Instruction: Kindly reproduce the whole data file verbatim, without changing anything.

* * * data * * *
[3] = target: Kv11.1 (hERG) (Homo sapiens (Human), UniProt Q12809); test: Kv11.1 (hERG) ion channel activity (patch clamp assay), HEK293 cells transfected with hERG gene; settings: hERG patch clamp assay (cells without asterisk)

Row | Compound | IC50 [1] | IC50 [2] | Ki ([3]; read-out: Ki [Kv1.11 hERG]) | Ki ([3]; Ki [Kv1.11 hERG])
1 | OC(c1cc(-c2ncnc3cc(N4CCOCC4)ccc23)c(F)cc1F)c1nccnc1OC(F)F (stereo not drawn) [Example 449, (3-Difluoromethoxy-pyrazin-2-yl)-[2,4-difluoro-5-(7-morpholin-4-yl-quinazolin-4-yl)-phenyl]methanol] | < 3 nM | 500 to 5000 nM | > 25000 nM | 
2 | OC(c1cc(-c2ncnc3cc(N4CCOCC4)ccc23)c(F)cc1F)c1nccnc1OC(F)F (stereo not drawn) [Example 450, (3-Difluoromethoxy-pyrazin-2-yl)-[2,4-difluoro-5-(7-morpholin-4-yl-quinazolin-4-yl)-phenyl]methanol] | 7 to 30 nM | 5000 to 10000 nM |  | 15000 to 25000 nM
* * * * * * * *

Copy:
[3] = target: Kv11.1 (hERG) (Homo sapiens (Human), UniProt Q12809); test: Kv11.1 (hERG) ion channel activity (patch clamp assay), HEK293 cells transfected with hERG gene; settings: hERG patch clamp assay (cells without asterisk)

Row | Compound | IC50 [1] | IC50 [2] | Ki ([3]; read-out: Ki [Kv1.11 hERG]) | Ki ([3]; Ki [Kv1.11 hERG])
1 | OC(c1cc(-c2ncnc3cc(N4CCOCC4)ccc23)c(F)cc1F)c1nccnc1OC(F)F (stereo not drawn) [Example 449, (3-Difluoromethoxy-pyrazin-2-yl)-[2,4-difluoro-5-(7-morpholin-4-yl-quinazolin-4-yl)-phenyl]methanol] | < 3 nM | 500 to 5000 nM | > 25000 nM | 
2 | OC(c1cc(-c2ncnc3cc(N4CCOCC4)ccc23)c(F)cc1F)c1nccnc1OC(F)F (stereo not drawn) [Example 450, (3-Difluoromethoxy-pyrazin-2-yl)-[2,4-difluoro-5-(7-morpholin-4-yl-quinazolin-4-yl)-phenyl]methanol] | 7 to 30 nM | 5000 to 10000 nM |  | 15000 to 25000 nM